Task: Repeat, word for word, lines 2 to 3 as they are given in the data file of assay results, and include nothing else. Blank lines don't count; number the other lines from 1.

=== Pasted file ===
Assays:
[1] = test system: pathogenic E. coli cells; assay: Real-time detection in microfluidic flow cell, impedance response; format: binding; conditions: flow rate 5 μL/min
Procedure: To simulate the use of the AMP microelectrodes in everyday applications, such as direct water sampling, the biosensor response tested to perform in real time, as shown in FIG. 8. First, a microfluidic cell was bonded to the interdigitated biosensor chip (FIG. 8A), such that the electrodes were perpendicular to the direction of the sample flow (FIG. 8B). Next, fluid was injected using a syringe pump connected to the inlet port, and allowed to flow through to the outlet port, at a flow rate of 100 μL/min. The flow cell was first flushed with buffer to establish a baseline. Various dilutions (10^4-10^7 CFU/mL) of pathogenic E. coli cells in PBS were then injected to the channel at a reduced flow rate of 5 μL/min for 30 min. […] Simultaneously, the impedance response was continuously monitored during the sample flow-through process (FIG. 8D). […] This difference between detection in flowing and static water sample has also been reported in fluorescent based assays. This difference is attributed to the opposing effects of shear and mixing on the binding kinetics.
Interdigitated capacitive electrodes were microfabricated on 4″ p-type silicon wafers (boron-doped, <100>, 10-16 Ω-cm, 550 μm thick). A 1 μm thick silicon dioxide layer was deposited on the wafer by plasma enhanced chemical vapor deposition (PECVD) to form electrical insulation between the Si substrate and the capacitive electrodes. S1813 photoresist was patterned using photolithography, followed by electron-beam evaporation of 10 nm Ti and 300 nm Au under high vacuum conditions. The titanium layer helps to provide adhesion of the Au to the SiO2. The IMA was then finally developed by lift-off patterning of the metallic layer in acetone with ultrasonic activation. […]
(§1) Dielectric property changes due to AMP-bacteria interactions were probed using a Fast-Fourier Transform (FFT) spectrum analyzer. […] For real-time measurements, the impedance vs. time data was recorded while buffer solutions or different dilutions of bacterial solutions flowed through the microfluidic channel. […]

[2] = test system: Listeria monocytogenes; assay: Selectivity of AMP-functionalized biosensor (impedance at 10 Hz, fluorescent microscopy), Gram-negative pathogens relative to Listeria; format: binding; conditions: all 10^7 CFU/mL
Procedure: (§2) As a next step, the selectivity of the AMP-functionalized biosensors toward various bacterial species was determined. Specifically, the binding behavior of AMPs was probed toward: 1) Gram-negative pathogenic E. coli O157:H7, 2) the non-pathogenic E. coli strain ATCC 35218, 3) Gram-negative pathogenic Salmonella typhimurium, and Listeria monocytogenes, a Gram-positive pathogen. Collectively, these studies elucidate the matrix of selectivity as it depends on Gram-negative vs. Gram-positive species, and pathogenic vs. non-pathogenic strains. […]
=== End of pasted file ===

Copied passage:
[1] = test system: pathogenic E. coli cells; assay: Real-time detection in microfluidic flow cell, impedance response; format: binding; conditions: flow rate 5 μL/min
Procedure: To simulate the use of the AMP microelectrodes in everyday applications, such as direct water sampling, the biosensor response tested to perform in real time, as shown in FIG. 8. First, a microfluidic cell was bonded to the interdigitated biosensor chip (FIG. 8A), such that the electrodes were perpendicular to the direction of the sample flow (FIG. 8B). Next, fluid was injected using a syringe pump connected to the inlet port, and allowed to flow through to the outlet port, at a flow rate of 100 μL/min. The flow cell was first flushed with buffer to establish a baseline. Various dilutions (10^4-10^7 CFU/mL) of pathogenic E. coli cells in PBS were then injected to the channel at a reduced flow rate of 5 μL/min for 30 min. […] Simultaneously, the impedance response was continuously monitored during the sample flow-through process (FIG. 8D). […] This difference between detection in flowing and static water sample has also been reported in fluorescent based assays. This difference is attributed to the opposing effects of shear and mixing on the binding kinetics.